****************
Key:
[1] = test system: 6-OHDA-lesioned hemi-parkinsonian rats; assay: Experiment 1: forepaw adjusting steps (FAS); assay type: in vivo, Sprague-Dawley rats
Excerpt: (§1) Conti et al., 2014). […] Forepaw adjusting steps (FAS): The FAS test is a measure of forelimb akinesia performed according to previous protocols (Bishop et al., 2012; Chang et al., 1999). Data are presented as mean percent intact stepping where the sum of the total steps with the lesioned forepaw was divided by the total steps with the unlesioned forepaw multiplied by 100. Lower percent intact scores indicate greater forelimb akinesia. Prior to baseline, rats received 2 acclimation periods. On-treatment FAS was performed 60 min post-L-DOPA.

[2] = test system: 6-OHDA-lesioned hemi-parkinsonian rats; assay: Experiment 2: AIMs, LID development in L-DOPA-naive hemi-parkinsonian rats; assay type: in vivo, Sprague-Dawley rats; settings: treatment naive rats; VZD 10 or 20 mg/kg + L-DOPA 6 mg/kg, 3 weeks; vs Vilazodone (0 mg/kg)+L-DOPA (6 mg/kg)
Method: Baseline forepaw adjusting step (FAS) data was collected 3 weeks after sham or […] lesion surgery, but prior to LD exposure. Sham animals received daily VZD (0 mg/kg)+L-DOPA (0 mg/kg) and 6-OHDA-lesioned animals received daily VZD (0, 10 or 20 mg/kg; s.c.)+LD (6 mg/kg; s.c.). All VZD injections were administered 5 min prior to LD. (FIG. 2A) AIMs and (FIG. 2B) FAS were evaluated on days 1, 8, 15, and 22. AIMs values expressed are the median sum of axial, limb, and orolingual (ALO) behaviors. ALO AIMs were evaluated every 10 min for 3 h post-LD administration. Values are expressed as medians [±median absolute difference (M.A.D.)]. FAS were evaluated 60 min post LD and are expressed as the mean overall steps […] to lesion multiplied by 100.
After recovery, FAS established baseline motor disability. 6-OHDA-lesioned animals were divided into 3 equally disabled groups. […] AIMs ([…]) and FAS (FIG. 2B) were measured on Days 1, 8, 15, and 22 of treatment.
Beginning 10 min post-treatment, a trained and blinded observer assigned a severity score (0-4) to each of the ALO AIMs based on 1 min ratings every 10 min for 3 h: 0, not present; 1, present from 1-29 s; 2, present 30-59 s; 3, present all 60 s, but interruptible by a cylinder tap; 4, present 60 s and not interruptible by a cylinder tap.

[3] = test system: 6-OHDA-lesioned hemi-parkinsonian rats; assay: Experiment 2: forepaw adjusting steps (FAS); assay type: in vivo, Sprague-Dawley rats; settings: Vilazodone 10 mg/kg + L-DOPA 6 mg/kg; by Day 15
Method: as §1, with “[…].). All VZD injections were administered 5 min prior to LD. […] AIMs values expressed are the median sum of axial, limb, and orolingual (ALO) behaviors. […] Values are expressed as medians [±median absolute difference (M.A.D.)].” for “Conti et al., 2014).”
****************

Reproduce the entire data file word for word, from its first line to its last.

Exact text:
Key:
[1] = test system: 6-OHDA-lesioned hemi-parkinsonian rats; assay: Experiment 1: forepaw adjusting steps (FAS); assay type: in vivo, Sprague-Dawley rats
Excerpt: (§1) Conti et al., 2014). […] Forepaw adjusting steps (FAS): The FAS test is a measure of forelimb akinesia performed according to previous protocols (Bishop et al., 2012; Chang et al., 1999). Data are presented as mean percent intact stepping where the sum of the total steps with the lesioned forepaw was divided by the total steps with the unlesioned forepaw multiplied by 100. Lower percent intact scores indicate greater forelimb akinesia. Prior to baseline, rats received 2 acclimation periods. On-treatment FAS was performed 60 min post-L-DOPA.

[2] = test system: 6-OHDA-lesioned hemi-parkinsonian rats; assay: Experiment 2: AIMs, LID development in L-DOPA-naive hemi-parkinsonian rats; assay type: in vivo, Sprague-Dawley rats; settings: treatment naive rats; VZD 10 or 20 mg/kg + L-DOPA 6 mg/kg, 3 weeks; vs Vilazodone (0 mg/kg)+L-DOPA (6 mg/kg)
Method: Baseline forepaw adjusting step (FAS) data was collected 3 weeks after sham or […] lesion surgery, but prior to LD exposure. Sham animals received daily VZD (0 mg/kg)+L-DOPA (0 mg/kg) and 6-OHDA-lesioned animals received daily VZD (0, 10 or 20 mg/kg; s.c.)+LD (6 mg/kg; s.c.). All VZD injections were administered 5 min prior to LD. (FIG. 2A) AIMs and (FIG. 2B) FAS were evaluated on days 1, 8, 15, and 22. AIMs values expressed are the median sum of axial, limb, and orolingual (ALO) behaviors. ALO AIMs were evaluated every 10 min for 3 h post-LD administration. Values are expressed as medians [±median absolute difference (M.A.D.)]. FAS were evaluated 60 min post LD and are expressed as the mean overall steps […] to lesion multiplied by 100.
After recovery, FAS established baseline motor disability. 6-OHDA-lesioned animals were divided into 3 equally disabled groups. […] AIMs ([…]) and FAS (FIG. 2B) were measured on Days 1, 8, 15, and 22 of treatment.
Beginning 10 min post-treatment, a trained and blinded observer assigned a severity score (0-4) to each of the ALO AIMs based on 1 min ratings every 10 min for 3 h: 0, not present; 1, present from 1-29 s; 2, present 30-59 s; 3, present all 60 s, but interruptible by a cylinder tap; 4, present 60 s and not interruptible by a cylinder tap.

[3] = test system: 6-OHDA-lesioned hemi-parkinsonian rats; assay: Experiment 2: forepaw adjusting steps (FAS); assay type: in vivo, Sprague-Dawley rats; settings: Vilazodone 10 mg/kg + L-DOPA 6 mg/kg; by Day 15
Method: as §1, with “[…].). All VZD injections were administered 5 min prior to LD. […] AIMs values expressed are the median sum of axial, limb, and orolingual (ALO) behaviors. […] Values are expressed as medians [±median absolute difference (M.A.D.)].” for “Conti et al., 2014).”